“The elderly are more likely to vote than the young.” That was what CityAM said this morning, in response to Ed Balls’ idea of increasing the retirement age.

Actually, Mr Balls was talking about ring fencing. The government is trying to make cuts, but certain areas are protected, will never be breached – never as in cross my heart hope to die, never.

So the NHS is safe. Education is safe, and state pensions are safe.

But maybe ring fences are a bit too solid, and never is too long a time frame. Part of the problem with the NHS is that the pendulum has swung too far to the other way since the bad old days of the 1970s. Back then doctors and nurses were grossly underpaid. Today many GPs are more like traffic police. They direct patient traffic to different specialists, but how much of what they do could be handled by well trained, experienced nurses? As for nurses, maybe the entry level is too high. A better career progression path, with senior nurses taking on many of the tasks that used to be carried out by doctors is a good idea, but at the bottom end, maybe we need more SEN type nurses. So perhaps the NHS should be not so much be ring fenced, as have a new ring of confidence via a complete re-think on how it operates.
The NHS also needs a re-think in terms of the imminent retirement of the baby boomer generation, otherwise we have a nasty problem coming.

Talking of baby boomers retiring, did you hear the one about savings? It was told by Scottish Widows, and the story goes like this: one in five Brits are not saving at all; 40 per cent are not saving enough.

Is it right? Well, sort of.

It is true that the UK sits on a fault on the demographic tectonic plates, and the impending earthquake could be far more significant than anything fracking might bring. As things currently stand, the UK is heading towards a disaster of enormous proportions as the baby boomers retire, and find there isn’t enough money in the pot.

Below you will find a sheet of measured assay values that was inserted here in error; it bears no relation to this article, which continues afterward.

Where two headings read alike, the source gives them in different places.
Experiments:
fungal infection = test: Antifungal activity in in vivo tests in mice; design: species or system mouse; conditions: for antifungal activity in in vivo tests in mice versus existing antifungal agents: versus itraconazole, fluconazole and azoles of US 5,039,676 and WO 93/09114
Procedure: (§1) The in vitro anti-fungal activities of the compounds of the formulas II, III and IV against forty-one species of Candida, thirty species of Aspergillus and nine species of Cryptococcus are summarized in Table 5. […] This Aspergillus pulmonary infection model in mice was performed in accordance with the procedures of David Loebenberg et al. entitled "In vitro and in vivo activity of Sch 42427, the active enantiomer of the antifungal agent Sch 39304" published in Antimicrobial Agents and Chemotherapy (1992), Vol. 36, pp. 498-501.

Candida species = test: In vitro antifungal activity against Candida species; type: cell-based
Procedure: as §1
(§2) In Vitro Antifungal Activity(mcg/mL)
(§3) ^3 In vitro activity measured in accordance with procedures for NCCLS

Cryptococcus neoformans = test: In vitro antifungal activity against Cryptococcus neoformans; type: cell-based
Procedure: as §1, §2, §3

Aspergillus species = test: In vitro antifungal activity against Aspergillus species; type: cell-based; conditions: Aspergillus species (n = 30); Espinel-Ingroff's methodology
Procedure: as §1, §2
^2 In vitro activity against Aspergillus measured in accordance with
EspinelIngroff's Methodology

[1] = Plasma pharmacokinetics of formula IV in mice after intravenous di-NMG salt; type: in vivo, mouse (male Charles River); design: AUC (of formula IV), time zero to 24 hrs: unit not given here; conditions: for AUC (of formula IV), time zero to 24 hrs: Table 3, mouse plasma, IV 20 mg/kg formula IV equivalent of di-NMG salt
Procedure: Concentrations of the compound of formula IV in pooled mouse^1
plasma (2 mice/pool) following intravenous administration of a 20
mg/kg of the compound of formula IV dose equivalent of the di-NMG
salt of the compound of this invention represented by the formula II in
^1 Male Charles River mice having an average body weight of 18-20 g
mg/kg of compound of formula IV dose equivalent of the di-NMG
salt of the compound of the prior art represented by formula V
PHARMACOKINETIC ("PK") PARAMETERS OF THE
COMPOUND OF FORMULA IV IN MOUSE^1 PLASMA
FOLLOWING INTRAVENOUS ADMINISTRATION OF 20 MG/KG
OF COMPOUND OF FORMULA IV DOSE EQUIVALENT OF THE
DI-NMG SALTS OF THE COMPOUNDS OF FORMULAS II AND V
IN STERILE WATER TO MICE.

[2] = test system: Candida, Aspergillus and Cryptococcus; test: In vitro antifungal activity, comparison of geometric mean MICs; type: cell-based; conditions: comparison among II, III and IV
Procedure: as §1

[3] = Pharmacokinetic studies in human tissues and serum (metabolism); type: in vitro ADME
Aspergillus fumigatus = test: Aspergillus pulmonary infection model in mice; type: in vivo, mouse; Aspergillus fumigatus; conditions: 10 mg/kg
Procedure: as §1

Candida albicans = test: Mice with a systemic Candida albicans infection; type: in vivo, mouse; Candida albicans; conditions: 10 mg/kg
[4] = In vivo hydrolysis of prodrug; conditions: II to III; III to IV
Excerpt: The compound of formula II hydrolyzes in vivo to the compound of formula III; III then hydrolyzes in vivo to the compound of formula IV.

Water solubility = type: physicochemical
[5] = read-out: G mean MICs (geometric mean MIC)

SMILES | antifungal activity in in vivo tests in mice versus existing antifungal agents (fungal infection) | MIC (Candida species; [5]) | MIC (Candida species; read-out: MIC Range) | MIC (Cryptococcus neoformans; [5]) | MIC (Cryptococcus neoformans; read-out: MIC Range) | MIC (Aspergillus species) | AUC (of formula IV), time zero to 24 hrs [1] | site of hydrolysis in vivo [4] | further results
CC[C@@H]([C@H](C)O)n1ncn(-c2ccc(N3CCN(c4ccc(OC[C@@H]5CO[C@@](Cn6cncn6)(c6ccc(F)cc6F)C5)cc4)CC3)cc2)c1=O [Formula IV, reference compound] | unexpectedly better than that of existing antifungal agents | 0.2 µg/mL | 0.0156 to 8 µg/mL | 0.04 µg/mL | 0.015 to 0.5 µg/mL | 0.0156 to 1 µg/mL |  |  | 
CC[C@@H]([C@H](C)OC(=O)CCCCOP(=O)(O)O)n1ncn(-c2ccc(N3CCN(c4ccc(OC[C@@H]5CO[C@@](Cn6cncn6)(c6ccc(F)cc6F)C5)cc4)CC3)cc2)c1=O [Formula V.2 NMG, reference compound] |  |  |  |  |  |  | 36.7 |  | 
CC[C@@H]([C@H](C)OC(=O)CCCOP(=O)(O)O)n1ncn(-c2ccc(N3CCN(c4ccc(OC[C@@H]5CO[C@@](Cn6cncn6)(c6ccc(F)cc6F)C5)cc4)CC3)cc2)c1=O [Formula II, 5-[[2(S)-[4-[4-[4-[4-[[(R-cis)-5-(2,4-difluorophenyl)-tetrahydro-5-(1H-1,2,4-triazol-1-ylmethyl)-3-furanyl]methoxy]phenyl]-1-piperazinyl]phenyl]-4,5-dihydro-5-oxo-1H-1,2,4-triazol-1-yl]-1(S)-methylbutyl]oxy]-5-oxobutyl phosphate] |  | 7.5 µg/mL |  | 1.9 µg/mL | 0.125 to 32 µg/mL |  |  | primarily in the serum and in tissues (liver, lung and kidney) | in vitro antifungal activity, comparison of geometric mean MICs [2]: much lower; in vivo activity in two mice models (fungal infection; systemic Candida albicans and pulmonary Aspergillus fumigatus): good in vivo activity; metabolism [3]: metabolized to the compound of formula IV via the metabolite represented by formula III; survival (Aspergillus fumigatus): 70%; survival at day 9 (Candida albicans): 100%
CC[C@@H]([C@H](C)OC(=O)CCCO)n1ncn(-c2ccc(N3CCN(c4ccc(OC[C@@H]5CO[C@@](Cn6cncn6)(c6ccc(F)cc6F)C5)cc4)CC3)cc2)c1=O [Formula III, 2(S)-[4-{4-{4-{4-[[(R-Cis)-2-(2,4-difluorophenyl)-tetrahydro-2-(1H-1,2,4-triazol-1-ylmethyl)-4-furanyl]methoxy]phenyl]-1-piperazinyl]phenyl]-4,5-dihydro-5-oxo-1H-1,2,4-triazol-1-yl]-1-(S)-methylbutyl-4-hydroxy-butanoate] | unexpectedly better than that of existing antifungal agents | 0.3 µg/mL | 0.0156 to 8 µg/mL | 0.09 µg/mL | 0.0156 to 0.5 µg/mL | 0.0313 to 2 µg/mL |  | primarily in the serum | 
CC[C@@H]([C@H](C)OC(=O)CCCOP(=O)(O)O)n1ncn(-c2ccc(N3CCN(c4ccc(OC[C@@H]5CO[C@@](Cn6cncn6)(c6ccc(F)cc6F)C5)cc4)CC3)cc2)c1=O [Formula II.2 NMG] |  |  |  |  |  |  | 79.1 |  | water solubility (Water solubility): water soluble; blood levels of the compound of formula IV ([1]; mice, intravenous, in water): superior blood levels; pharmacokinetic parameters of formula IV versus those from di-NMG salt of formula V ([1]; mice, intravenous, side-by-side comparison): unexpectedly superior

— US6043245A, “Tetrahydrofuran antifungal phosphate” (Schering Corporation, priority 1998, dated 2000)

But what the UK really needs is a more dynamic economy, with more entrepreneurism. Greater savings may help if the money saved is used to fund investment and in promoting entrepreneurism. If, on the other hand, greater savings mean money sloshing around and lying idle, promoting consumer credit and mortgages, and pushing up house prices, then the catastrophe that is the imminent retirement of the baby boomers will be far more catastrophic.

As for ring fencing state pensions, Ed Balls actually said that the idea of cutting money spent on stage pensions in some way was being considered, but probably the result will be a rise in retirement age, rather than less pension income for those who are retired.

And on the topic of the UK fiscal deficit and government borrowing, it seems there is a choice: carry on borrowing and risk creating a massive debt burden for the younger generation, or impose austerity and risk deepening the downturn, imposing a massive burden on the younger generation trying to build a career.

Mr Balls is as populist as any of the politicians, and no more likely to advance unpopular policies that are in the common good, than anyone else, but at least Ed Balls’ new plan tries to deal with one of the problems.

The baby boomer generation makes up a large chunk of the electorate, however, which means they want higher house prices, higher pensions, a lower retirement age, and none of this talk about fiscal stimulus, for that will lead to more debt, which is immoral because that will leave a debt for future generations to pay.

For more see, Baby boomers: The tyranny of the Baby Boomers 

 

 

© Investment & Business News 2013